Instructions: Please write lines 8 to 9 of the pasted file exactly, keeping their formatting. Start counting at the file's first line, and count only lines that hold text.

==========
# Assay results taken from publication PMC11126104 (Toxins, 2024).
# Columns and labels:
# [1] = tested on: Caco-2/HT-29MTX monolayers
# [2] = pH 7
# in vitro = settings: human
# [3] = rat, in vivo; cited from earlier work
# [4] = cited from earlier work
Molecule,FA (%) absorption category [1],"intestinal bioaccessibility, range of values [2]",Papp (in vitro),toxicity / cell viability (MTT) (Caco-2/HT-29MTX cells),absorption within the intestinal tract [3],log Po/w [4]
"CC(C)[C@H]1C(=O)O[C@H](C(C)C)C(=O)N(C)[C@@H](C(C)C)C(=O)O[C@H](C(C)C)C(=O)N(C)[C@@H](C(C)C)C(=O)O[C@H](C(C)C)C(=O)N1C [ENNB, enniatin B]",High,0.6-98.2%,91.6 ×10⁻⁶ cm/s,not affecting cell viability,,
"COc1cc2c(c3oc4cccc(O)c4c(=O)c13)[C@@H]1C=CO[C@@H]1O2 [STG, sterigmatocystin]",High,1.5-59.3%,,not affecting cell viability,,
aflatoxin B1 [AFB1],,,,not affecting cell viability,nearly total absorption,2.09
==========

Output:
Molecule,FA (%) absorption category [1],"intestinal bioaccessibility, range of values [2]",Papp (in vitro),toxicity / cell viability (MTT) (Caco-2/HT-29MTX cells),absorption within the intestinal tract [3],log Po/w [4]
"CC(C)[C@H]1C(=O)O[C@H](C(C)C)C(=O)N(C)[C@@H](C(C)C)C(=O)O[C@H](C(C)C)C(=O)N(C)[C@@H](C(C)C)C(=O)O[C@H](C(C)C)C(=O)N1C [ENNB, enniatin B]",High,0.6-98.2%,91.6 ×10⁻⁶ cm/s,not affecting cell viability,,